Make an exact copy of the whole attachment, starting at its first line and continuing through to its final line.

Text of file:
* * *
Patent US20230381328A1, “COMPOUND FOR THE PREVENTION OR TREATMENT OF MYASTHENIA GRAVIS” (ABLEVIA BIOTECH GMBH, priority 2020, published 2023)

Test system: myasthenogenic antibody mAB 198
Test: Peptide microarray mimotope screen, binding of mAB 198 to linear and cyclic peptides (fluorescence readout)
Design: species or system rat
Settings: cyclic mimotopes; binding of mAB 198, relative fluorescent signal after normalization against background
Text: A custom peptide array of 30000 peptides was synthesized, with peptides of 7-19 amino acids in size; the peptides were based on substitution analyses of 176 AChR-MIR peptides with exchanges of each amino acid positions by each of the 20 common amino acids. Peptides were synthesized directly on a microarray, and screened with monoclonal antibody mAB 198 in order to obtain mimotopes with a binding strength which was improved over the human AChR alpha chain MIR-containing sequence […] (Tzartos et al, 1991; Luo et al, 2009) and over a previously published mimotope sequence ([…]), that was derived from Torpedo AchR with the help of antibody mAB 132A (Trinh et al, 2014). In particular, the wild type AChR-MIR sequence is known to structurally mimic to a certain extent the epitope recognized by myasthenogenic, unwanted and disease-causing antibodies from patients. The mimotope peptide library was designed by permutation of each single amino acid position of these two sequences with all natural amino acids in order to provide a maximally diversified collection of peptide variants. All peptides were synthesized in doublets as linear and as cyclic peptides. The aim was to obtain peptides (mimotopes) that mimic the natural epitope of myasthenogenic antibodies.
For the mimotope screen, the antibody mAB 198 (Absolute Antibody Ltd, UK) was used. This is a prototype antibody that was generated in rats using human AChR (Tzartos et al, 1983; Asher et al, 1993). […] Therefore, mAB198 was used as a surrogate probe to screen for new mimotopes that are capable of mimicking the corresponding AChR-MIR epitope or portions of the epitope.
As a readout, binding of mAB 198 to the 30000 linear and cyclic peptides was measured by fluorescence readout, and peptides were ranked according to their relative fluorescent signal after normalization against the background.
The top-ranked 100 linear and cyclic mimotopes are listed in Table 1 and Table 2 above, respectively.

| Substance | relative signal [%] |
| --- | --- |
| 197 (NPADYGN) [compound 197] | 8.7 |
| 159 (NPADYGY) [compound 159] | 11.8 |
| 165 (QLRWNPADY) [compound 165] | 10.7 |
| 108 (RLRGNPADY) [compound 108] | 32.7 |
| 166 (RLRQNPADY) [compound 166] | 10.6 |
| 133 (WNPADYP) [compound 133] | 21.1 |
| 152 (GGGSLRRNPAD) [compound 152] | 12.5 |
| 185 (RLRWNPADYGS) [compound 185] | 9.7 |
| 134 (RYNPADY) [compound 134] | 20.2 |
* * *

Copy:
Patent US20230381328A1, “COMPOUND FOR THE PREVENTION OR TREATMENT OF MYASTHENIA GRAVIS” (ABLEVIA BIOTECH GMBH, priority 2020, published 2023)

Test system: myasthenogenic antibody mAB 198
Test: Peptide microarray mimotope screen, binding of mAB 198 to linear and cyclic peptides (fluorescence readout)
Design: species or system rat
Settings: cyclic mimotopes; binding of mAB 198, relative fluorescent signal after normalization against background
Text: A custom peptide array of 30000 peptides was synthesized, with peptides of 7-19 amino acids in size; the peptides were based on substitution analyses of 176 AChR-MIR peptides with exchanges of each amino acid positions by each of the 20 common amino acids. Peptides were synthesized directly on a microarray, and screened with monoclonal antibody mAB 198 in order to obtain mimotopes with a binding strength which was improved over the human AChR alpha chain MIR-containing sequence […] (Tzartos et al, 1991; Luo et al, 2009) and over a previously published mimotope sequence ([…]), that was derived from Torpedo AchR with the help of antibody mAB 132A (Trinh et al, 2014). In particular, the wild type AChR-MIR sequence is known to structurally mimic to a certain extent the epitope recognized by myasthenogenic, unwanted and disease-causing antibodies from patients. The mimotope peptide library was designed by permutation of each single amino acid position of these two sequences with all natural amino acids in order to provide a maximally diversified collection of peptide variants. All peptides were synthesized in doublets as linear and as cyclic peptides. The aim was to obtain peptides (mimotopes) that mimic the natural epitope of myasthenogenic antibodies.
For the mimotope screen, the antibody mAB 198 (Absolute Antibody Ltd, UK) was used. This is a prototype antibody that was generated in rats using human AChR (Tzartos et al, 1983; Asher et al, 1993). […] Therefore, mAB198 was used as a surrogate probe to screen for new mimotopes that are capable of mimicking the corresponding AChR-MIR epitope or portions of the epitope.
As a readout, binding of mAB 198 to the 30000 linear and cyclic peptides was measured by fluorescence readout, and peptides were ranked according to their relative fluorescent signal after normalization against the background.
The top-ranked 100 linear and cyclic mimotopes are listed in Table 1 and Table 2 above, respectively.

| Substance | relative signal [%] |
| --- | --- |
| 197 (NPADYGN) [compound 197] | 8.7 |
| 159 (NPADYGY) [compound 159] | 11.8 |
| 165 (QLRWNPADY) [compound 165] | 10.7 |
| 108 (RLRGNPADY) [compound 108] | 32.7 |
| 166 (RLRQNPADY) [compound 166] | 10.6 |
| 133 (WNPADYP) [compound 133] | 21.1 |
| 152 (GGGSLRRNPAD) [compound 152] | 12.5 |
| 185 (RLRWNPADYGS) [compound 185] | 9.7 |
| 134 (RYNPADY) [compound 134] | 20.2 |